Playhouse Stage Celebrates a Return to the Park with “Ain’t Misbehavin'”

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ALBANY — It was nearly miraculous how Playhouse Stage was able to squeeze in a terrifically energetic performance of “Ain’t Misbehavin’” between raindrops on Friday night. There was a sun shower at 5 pm which cleared up quickly for an all-clear curtain at 8, some mist closing out the first act, and finally, the heavens cried with the mournful refrain of the next to the last number, the rearranged “What did I do to become so black and blue?” The few hundred who took a chance that the show would go on were rewarded mightily as the bet paid off handsomely.

On a beautiful nightclub set (designed by Timothy Clow with lighting by Alena Samoray) with bandstand musician’s seats, a checkerboard floor and an ornate deco proscenium, Albany’s Park Playhouse in Washington Park was decked out for a night of uptown entertainment. Add the beautiful, eye catching costumes by Hollie Wooldridge and the transformation is complete. It’s been two years since “In the Heights” graced this stage and we are finally back, ready to celebrate the music of another American genius in a quintessential Albany setting.

Brandon Jones & Mariah Lyttle
Photo by Willie Short

“Ain’t Misbehavin’” is a 1978 Tony Award winning Best Musical that compiles a couple of dozen songs by the outsize, comedic, innovative jazz pianist and songwriter Fats Waller who rocketed to fame with 1930’s radio appearances. Playhouse Stage has chosen this piece to meet the moment and hired Jean-Remy Monnay, Artistic Director of Black Theatre Troup of Upstate NY to direct. He acquits himself very well helming his first musical, especially with the casting of his five singers and his encouragement of their relationships within songs.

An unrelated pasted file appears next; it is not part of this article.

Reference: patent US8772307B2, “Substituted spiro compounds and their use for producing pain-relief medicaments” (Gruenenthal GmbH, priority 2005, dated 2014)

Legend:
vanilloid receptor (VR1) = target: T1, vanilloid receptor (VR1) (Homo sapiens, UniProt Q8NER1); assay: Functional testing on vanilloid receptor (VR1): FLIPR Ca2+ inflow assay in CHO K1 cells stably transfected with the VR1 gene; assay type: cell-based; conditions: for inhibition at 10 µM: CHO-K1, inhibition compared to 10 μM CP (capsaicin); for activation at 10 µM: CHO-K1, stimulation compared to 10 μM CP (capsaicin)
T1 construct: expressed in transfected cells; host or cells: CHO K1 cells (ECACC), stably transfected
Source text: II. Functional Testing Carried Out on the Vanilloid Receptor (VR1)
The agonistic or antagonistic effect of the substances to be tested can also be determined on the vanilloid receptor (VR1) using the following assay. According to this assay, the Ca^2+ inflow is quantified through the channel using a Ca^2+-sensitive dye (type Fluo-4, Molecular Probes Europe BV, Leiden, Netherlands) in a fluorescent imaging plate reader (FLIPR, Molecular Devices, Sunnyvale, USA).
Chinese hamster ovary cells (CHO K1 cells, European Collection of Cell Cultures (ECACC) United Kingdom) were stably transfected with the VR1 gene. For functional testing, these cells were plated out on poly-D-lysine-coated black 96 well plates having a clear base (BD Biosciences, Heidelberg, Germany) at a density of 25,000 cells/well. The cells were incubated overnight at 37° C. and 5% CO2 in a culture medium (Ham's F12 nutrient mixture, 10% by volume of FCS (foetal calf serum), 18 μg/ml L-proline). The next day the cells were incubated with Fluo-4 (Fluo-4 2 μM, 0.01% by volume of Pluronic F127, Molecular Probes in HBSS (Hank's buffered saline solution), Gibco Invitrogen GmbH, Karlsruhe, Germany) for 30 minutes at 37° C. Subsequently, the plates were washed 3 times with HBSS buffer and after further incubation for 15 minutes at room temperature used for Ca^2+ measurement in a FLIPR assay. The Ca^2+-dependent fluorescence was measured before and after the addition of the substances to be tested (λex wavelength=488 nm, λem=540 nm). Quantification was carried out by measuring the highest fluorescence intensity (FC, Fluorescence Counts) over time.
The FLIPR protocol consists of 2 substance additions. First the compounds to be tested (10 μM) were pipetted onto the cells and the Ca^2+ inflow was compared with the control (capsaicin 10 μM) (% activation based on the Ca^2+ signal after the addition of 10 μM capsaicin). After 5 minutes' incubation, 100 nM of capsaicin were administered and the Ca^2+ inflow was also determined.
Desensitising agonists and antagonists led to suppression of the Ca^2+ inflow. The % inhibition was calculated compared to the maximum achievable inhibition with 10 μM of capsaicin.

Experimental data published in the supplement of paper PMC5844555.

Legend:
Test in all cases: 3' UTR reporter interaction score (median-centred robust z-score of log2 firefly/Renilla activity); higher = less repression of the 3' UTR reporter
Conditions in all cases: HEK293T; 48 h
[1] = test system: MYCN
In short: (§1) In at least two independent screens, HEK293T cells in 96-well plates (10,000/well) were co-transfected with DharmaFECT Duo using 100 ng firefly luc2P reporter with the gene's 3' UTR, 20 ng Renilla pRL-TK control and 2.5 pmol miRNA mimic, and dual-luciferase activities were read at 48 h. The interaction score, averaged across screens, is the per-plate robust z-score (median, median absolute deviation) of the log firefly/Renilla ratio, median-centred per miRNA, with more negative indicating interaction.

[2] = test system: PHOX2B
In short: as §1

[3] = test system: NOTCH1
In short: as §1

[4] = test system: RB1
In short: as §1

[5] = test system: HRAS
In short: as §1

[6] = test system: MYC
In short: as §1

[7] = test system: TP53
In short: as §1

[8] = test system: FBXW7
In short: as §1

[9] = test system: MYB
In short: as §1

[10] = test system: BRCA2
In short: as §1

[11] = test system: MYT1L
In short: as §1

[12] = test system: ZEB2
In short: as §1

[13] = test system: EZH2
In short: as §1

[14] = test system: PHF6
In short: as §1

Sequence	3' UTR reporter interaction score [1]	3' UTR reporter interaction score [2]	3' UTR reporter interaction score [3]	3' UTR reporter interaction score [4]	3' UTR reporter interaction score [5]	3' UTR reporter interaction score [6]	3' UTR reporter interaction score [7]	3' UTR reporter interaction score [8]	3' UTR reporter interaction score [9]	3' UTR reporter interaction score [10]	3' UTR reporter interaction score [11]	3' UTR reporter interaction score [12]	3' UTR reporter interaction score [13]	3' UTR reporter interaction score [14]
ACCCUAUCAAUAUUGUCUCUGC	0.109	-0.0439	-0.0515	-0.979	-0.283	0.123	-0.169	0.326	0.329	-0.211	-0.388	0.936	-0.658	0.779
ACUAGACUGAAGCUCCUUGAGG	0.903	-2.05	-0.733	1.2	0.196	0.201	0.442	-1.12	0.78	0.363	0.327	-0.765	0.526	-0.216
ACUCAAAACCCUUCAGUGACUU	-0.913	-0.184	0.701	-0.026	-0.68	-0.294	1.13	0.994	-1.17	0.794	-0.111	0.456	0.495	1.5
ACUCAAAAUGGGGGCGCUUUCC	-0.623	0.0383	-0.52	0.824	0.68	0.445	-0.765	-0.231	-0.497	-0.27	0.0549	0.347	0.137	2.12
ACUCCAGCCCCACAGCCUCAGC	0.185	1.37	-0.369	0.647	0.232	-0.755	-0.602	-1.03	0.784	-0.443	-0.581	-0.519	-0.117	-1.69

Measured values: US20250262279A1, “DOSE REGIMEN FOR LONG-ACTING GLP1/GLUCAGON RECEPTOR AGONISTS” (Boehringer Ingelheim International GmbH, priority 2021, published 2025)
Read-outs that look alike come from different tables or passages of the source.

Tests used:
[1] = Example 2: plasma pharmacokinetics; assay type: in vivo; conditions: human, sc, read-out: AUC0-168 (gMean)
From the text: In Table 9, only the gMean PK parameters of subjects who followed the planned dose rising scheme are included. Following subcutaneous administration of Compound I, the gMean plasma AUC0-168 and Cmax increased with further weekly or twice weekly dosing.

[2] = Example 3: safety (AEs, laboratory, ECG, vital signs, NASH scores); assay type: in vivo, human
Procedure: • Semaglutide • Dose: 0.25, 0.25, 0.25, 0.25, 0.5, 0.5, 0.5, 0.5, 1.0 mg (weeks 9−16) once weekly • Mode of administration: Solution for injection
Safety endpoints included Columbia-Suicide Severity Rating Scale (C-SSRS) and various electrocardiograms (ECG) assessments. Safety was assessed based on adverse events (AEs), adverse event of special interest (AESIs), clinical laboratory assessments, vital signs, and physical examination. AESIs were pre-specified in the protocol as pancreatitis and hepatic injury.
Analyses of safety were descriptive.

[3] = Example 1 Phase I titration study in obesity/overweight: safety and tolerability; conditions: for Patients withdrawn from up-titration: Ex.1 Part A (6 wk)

Not all the comic bits away from the music pay off but the interplay among this cast and their ensemble work while singing is fantastic. All the duets hit, “When the Nylons Bloom Again,” “Fat and Greasy” were top drawer but especially great was “Honeysuckle Rose” early in the show with Mariah Lyttle and Hayes M. Fields II. Fields goosed the applause with his fingertips but we were already there. Mariah Lyttle is stunning, sexy and sultry and we smiled knowing we were going to be in her company all night.

The group numbers would blow the roof off…if Albany Park Playhouse had one. “Ain’t Misbehavin’,” “The Joint is Jumpin’” and the closing medley starting with “Gonna’ Sit Right Down and Write Myself a Letter” are gifts from the American Songbook and in this green public space and we were all grateful recipients together.

Mariah Lyttle & Hayes M. Fields II
Photo by Willie Short

Joyell Kaleel gets a late chance to grab the spotlight and does a bang-up job on “That Ain’t Right.”

Hayes M. Fields II leans into the drunkenness of “Your Feets Too Big” and hurls himself and the audience into a good time despite the jarring frankness of “I hates ya’ because your feets too big.” He is a comic delight.

Local favorite Dashira Cortes makes the most of her many opportunities to shine here and the audience responded in kind applauding heartily her held note mid-song in “Mean to Me.”

Best of all, there is exceptional work by Brandon Jones who strolls out on stage in the Fats persona in a bowler hat with an easy authority and makes the stage his party until he is the last singer to leave wandering through the musicians after the curtain call. He is the loosest, most commanding, most fun I have ever seen him.

The band under Brian Axford’s direction has the chops for the promised good time swing. When the curtain opens revealing the full seven-piece band playing Fats Waller’s innovative slide orchestrations, it’s a charge. A special effect to rival a trip into hyperspace.

Playhouse Stage has created a show with a throbbing heart and wide-open easy grin and set her down in the natural beauty of Washington Park for all to celebrate the nearly neglected, tragically brief, inventive genius of Fats Waller. Everybody should party on over to the park and celebrate this life. Paying homage never felt so good.

Through 7/24

Tickets available through www.playhousestage.org

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